But he though blind of sight,

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Oh Africa!

oh! my continent
where my people starve for food,
where my people are suffering,
with extreme poverty.
where things interchange
corruption for the leader,
hopeless for the citizen,
poverty for the people,
street for the lunatic,
Rigging for the election,
jobless for the educative,
fraud for the youth,
expensive cars for the politicians,
laughage film for the white,
crying bitter things for the Black,
should we call this fate?
The fifty_four caps had turned Africa to something else,
The fifty_four caps has now unable to fit us.

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Keeper of the Ancient Doors

Thou Keeper of the ancient doors
Thou Angel of the deep in the light
Thou Spirit in the seers of the times of yore
Thou that keeps the secrets of the distant future
Thou that preserves the history of the ancient past
Grant thou me entrance through thy door
That I may see into the future with thee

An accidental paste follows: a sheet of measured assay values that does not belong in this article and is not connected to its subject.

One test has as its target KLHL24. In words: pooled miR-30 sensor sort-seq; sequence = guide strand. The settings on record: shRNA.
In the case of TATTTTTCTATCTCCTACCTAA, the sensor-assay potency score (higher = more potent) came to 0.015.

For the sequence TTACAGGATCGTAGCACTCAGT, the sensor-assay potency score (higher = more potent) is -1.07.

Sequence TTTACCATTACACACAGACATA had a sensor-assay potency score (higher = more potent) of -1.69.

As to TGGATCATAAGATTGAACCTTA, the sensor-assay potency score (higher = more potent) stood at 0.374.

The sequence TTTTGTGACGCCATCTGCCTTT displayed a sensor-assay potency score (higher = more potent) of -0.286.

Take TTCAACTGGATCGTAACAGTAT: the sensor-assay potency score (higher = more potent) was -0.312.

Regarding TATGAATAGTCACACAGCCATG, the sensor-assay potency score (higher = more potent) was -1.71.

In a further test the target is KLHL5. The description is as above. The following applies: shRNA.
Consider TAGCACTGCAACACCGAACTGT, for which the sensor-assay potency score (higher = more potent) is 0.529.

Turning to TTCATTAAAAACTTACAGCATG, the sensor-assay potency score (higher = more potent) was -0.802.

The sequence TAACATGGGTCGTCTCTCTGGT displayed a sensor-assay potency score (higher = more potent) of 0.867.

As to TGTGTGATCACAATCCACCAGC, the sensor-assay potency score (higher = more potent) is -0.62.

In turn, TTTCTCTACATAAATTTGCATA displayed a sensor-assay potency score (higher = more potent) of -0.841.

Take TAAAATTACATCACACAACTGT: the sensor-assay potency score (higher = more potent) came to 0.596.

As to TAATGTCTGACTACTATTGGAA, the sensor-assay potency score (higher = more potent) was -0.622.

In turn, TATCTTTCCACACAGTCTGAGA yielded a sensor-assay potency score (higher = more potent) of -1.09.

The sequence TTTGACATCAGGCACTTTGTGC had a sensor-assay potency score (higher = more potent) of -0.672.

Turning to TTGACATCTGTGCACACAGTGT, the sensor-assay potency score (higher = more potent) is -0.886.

For unto the prince of darkness the world shall turn
Save thou grant the son of light the future’s light

Unstop my ears to the whispers from the future
Enlighten my eyes to behold the things that shall be
Grant thou me the spirit of the future today
That I might ride on his wings to times yet unborn
Let me soar on the wings of the eagle from the future
That I may see beyond the now and the near
For unto thee the future is as history in the open
And before thy eyes is nothing ever concealed at-all
Quicken my discernment in line with thine
That I may discern the way thou doesth

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The Revolutionary

Look at them standing there in authority
The pale-faces,
As if it could have any effect any more.

Pale-face authority,
Caryatids,
Pillars of white bronze standing rigid, lest the skies fall.

What a job they've got to keep it up.
Their poor, idealist foreheads naked capitals
To the entablature of clouded heaven.

When the skies are going to fall, fall they will
In a great chute and rush of débâcle downwards.

Oh and I wish the high and super-gothic heavens would come down now,
The heavens above, that we yearn to and aspire to.

I do not yearn, nor aspire, for I am a blind Samson.
And what is daylight to me that I should look skyward?